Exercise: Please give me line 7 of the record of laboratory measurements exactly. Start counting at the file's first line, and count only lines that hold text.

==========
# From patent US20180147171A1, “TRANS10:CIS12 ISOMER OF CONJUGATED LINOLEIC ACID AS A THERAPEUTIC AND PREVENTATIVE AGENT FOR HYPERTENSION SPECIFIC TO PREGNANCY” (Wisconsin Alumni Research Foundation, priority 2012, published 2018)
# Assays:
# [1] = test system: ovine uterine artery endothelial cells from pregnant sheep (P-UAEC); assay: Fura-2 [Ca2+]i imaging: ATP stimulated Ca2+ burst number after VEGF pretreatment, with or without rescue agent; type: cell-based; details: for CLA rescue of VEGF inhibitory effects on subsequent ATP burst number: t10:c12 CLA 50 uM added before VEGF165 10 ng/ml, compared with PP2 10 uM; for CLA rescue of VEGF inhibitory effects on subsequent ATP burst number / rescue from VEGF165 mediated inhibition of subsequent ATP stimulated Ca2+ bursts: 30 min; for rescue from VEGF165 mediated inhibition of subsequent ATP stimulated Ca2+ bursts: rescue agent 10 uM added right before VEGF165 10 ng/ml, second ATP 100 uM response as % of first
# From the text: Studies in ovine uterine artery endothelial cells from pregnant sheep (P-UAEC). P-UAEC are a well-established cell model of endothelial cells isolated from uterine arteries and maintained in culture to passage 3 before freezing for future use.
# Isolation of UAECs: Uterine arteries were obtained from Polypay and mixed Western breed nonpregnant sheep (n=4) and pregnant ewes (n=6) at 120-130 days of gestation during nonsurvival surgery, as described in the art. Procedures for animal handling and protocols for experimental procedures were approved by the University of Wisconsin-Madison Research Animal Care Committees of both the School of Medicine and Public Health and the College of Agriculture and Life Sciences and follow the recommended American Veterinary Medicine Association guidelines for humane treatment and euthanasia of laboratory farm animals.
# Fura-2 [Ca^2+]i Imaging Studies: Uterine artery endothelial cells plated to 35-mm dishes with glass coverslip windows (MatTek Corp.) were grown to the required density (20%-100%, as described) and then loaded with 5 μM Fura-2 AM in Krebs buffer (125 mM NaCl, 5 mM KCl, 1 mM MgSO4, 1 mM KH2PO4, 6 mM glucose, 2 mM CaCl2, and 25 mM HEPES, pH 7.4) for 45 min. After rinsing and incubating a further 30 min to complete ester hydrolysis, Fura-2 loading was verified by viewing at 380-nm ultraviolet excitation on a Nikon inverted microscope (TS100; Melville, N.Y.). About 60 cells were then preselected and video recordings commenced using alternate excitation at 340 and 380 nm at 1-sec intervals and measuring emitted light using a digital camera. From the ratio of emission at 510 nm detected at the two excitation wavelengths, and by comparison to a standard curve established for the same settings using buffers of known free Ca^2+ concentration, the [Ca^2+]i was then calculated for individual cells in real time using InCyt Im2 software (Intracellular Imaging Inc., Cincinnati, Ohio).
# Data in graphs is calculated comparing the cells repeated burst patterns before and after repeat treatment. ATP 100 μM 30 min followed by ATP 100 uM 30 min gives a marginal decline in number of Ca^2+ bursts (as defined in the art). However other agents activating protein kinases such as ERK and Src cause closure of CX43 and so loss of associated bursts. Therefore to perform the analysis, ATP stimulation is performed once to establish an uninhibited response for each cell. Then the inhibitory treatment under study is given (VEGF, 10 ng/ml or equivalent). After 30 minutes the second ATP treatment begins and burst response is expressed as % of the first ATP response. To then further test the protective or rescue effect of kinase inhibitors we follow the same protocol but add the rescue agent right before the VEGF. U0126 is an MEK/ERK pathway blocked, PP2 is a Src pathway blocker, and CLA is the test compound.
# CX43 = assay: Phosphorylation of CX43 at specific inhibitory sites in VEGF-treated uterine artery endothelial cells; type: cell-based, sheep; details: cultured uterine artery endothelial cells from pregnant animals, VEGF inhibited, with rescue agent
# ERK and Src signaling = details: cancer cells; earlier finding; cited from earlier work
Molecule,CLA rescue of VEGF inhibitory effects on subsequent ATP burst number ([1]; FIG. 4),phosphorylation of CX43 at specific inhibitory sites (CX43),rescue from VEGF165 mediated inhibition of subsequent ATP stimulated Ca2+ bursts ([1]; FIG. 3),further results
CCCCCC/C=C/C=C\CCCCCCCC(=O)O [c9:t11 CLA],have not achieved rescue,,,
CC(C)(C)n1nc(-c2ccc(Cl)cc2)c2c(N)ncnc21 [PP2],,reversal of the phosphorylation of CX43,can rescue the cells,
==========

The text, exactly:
# Data in graphs is calculated comparing the cells repeated burst patterns before and after repeat treatment. ATP 100 μM 30 min followed by ATP 100 uM 30 min gives a marginal decline in number of Ca^2+ bursts (as defined in the art). However other agents activating protein kinases such as ERK and Src cause closure of CX43 and so loss of associated bursts. Therefore to perform the analysis, ATP stimulation is performed once to establish an uninhibited response for each cell. Then the inhibitory treatment under study is given (VEGF, 10 ng/ml or equivalent). After 30 minutes the second ATP treatment begins and burst response is expressed as % of the first ATP response. To then further test the protective or rescue effect of kinase inhibitors we follow the same protocol but add the rescue agent right before the VEGF. U0126 is an MEK/ERK pathway blocked, PP2 is a Src pathway blocker, and CLA is the test compound.